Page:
Ron Ferguson wrate in the Herald on 12 Mey that this wark "... deserves to be properly celebrated in modern Scotland". It certainly shuid cause it is important no juist for the kirks in Scotland but for Scotland itsell. It is important as pairt o oor cultural identity that we hae a force-fu wark sic as the Bible available in Scots an available tae listen tae syne mony fowk can fund written Scots no easy tae read. This is particlar the kinna step needit tae tak forrit the norrie o the importance o the Scots language in oor culture.

Coorse it'll natural like mean mair tae believers nor tae disbelievers but syne the Bible haes been gey influential tae Wastren culture, it is a richt valuable an relevant text.

Reglar readers o Scots Tung will ken that ma reviews is written in English an owersetten bi the Editor, Bob Fairnie. Like maist Scots, I wis educatit tae juist write in English sae it's the language I'm maist at hame wi yaisin whan writin formally. A nummer o year syne, BBC Radio Scotland haed a Scots language week an pairt o the program includit readins frae Lorimer's owersettins o the Gospels. They spake tae me in a wey that wis baith hert warmin an gey movin. I dinnae aye speak Scots, but I lairnt then hou muckle it speaks tae me. I'm shuir that listenin tae this wonderfu recordin will speak weel tae onybody wi a love o the Scots language.

The W L Lorimer Memorial Trust Fund wis estaiblisht in 1978. In 1983, The New Testament in Scots wis furthset in hardback. It is noo in its 5th prent rin in hardback an paperback.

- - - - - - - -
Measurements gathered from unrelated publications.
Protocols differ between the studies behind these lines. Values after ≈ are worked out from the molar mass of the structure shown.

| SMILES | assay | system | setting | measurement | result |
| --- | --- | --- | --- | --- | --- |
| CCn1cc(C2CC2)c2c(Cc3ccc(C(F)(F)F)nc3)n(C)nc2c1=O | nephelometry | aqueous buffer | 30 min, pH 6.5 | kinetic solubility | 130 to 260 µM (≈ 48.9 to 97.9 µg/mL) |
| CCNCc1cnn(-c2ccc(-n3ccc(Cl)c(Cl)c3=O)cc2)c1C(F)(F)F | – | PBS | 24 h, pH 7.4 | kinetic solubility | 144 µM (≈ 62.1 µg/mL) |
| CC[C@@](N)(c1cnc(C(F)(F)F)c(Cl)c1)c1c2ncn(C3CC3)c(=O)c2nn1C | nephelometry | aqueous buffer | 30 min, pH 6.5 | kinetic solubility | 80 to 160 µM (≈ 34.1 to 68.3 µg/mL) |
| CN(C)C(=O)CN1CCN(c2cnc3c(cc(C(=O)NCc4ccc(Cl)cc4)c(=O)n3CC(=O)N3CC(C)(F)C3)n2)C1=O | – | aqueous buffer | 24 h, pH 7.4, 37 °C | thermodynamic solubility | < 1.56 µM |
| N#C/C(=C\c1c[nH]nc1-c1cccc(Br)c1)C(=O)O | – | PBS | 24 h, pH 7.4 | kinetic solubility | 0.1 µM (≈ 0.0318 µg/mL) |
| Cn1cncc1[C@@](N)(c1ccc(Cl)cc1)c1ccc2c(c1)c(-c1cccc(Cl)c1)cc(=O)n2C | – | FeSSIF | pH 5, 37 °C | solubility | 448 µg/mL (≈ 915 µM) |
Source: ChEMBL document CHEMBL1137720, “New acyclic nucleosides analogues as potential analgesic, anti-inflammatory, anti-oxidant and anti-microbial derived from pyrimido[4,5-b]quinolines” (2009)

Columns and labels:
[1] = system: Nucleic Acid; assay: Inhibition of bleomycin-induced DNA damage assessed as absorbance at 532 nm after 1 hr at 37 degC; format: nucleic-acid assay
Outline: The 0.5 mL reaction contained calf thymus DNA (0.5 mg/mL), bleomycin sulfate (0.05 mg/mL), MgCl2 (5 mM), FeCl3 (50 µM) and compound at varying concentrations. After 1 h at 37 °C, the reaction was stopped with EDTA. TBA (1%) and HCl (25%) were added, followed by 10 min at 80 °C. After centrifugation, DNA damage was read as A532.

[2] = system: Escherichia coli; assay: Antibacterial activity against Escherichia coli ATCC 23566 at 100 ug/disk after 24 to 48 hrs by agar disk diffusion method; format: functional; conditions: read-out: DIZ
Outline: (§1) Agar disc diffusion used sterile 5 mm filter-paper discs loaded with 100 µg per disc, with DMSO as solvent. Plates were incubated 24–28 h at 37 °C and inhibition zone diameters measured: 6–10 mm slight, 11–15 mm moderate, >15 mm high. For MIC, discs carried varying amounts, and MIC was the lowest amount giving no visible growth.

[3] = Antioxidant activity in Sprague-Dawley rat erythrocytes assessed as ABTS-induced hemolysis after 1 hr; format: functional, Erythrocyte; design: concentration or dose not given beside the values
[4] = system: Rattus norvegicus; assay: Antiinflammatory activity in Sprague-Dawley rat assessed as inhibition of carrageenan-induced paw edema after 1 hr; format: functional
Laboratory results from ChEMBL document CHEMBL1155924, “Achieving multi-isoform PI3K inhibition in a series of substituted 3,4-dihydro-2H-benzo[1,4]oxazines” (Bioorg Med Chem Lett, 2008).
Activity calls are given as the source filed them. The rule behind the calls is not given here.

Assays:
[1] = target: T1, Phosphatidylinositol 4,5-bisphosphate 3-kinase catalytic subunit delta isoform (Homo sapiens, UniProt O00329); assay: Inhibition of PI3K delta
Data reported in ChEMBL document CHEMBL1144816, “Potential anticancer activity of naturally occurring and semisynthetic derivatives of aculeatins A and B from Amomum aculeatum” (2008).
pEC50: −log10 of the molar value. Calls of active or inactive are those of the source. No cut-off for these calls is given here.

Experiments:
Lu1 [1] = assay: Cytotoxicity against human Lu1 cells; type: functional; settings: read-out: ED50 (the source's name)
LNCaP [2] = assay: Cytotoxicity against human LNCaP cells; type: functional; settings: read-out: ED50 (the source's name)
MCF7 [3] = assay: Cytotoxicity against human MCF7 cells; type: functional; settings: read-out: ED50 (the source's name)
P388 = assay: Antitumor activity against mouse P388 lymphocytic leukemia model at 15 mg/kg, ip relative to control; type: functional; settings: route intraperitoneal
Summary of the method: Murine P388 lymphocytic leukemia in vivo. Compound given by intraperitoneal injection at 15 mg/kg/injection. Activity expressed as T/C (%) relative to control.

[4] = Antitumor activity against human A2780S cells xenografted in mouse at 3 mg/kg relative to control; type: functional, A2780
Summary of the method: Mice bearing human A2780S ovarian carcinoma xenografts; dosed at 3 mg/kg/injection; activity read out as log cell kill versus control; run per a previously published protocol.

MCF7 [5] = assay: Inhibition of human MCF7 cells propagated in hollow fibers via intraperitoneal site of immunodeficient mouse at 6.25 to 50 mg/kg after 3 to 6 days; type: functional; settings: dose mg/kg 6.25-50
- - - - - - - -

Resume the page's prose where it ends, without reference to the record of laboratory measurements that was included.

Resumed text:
Tom Fleming is an actor an director wi a kenspeckle career in theatre, wireless an television. Amang his mony pairts wis the first live performance on television o a body takin the pairt o Jesus o Nazareth.
The New Testament in Scots owerset bi William Laughton Lorimer read bi Tom Fleming.
Aw fower Gospels (12 CDs) £59.99 an nae p&p (Special offer tae 30 Juin 2008)
Ane Gospel (3CDs) £15.99 + £2.50 p&p.
Wild Goose Publications
Tel:- [CENSORED: phonenumber]
© Irene Broon

Migraasje - migration o wirds
THE review o Migraasje aboot the owersettin o Frisian poems intae Scots, that kythed in lest month's Scots Tung Wittins Nr. 175 for Juin, for some kinna raison got the contack particlars a wee bit wrang an this gart ane or twa cheques bein makit oot tae the wrang name. Scots Tung apologises for this. The richt particlars is as follaes:-

Migraasje - migration o wirds vairsions in Scots & Shetlandic frae Frisian editit bi Eleanor Livingstone, publisht bi Stravaigers.

ISBN 978-1-905939-15-2 price £3.50
Cheques/POs shuid be makit oot tae:-
Eleanor Livingstone at [CENSORED: postaladdress].

Heather Silverwood, a Scots Tung maimber frae Aiberdeen, haes lat it be kent that she is a fairly fluent Frisian speaker an that she wad be blithe tae dae ony owersettin frae Frisian that micht be wantin duin. She pynts oot an aw that there a Frisian - English dictionar that wis publisht in 2000 an she wis ane o the fower fowk that warkit on it.

Ony enquiries shuid be makit aither bi phone or bi e-mail tae the editor.